That is not easy, but mere discretionary decisions make it much harder to plan ahead. And what all the research tells us is that expectations are the key drivers—expectations of income, consumption — and discretionary policy can’t do that.
You have mentioned in other contexts that Germany took steps well ahead of the financial crisis of 2008 that made it well positioned when things hit the fan. I was wondering if you could expand on those.
Yes, under Chancellor Schroeder, Germany passed some very important reforms, known as the “Agenda 2010”, which were aimed at reducing and realigning social security, pension payments, and unemployment to fit the demography of Germany, which as you may know is aging and shrinking. The reforms also had the effect of making the labor market more flexible-- earlier, union wage bargaining was done as an industry-wide level, which meant that people in different firms were getting more or less the same benefits. But of course when a recession hits, some firms do better than others. The reforms changed the industry-wide bargaining to a firm-specific level, which gave employers a high degree of flexibility. This really helped when the crisis hit. So before the crisis, unemployment was at 8%, then went to 9% and now it is actually at 7%, which is lower than before the crisis. It was really the flexibility for firms that was the positive aspect that let the German economy rebound.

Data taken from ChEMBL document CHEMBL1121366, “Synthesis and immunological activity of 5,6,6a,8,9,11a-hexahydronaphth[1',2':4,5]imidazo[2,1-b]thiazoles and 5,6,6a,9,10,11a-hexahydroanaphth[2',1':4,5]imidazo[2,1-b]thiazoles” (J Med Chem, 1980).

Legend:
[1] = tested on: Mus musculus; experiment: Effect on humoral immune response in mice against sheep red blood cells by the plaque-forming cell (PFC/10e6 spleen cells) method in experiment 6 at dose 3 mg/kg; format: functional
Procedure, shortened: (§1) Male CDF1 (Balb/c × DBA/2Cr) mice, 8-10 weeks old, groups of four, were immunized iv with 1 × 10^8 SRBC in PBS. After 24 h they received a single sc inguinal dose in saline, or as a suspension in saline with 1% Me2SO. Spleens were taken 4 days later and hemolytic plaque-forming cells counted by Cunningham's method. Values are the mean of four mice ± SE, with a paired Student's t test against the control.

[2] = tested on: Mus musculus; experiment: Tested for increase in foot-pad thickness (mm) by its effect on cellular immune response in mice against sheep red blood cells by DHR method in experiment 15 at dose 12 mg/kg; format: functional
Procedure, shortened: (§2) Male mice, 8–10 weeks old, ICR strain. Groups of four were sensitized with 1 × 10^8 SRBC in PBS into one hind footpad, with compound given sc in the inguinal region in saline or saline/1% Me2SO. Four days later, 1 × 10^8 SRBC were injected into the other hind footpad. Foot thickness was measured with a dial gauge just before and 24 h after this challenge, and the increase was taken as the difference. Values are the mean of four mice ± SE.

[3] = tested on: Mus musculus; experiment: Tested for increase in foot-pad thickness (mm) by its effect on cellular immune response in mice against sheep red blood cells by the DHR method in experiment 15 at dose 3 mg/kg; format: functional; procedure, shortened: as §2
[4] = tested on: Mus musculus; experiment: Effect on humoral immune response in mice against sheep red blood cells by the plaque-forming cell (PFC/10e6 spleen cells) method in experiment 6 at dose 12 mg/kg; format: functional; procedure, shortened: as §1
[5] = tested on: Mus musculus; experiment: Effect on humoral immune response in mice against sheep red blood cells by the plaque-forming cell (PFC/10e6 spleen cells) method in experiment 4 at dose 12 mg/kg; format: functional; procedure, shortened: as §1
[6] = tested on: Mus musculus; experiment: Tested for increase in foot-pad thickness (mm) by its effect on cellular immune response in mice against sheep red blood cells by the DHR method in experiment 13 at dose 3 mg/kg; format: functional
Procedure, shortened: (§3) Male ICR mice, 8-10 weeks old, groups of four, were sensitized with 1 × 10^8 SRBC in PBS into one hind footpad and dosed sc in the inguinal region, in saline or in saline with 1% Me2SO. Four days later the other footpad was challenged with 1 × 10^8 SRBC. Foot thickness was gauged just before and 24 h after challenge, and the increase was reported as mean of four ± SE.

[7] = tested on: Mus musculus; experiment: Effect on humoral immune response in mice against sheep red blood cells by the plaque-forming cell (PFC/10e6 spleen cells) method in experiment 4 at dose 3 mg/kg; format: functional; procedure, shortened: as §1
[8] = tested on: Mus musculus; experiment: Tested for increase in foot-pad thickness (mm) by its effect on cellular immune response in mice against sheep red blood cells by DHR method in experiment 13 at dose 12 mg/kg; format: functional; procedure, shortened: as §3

I think there is a deep skepticism, in leftist and libertarian thought — one thinks of the Vienna economists, for instance — about the possibility for government to make these proactive decisions. Perhaps that has been born out in the US.
Well I don’t want to comment on the American system, I have experience with the European model. I would agree with the skeptics about the government of omnipotence—I prefer to think about it in terms of the framework I mentioned earlier. If you have a bargaining process that is not flexible, for instance, that is something that the government must settle. The government is not a better bank, investor, or entrepreneur; I think day to day decisions must be left to firms and individuals. What it can do is provide the framework, and it is powerful in this regard.
There seems to be a worry that after government has dipped its fingers into the private realm, there is no going back; the mantra became, ‘The US federal government owns Lehman’. Do you foresee things going back to normal in terms of the relationship between state and market?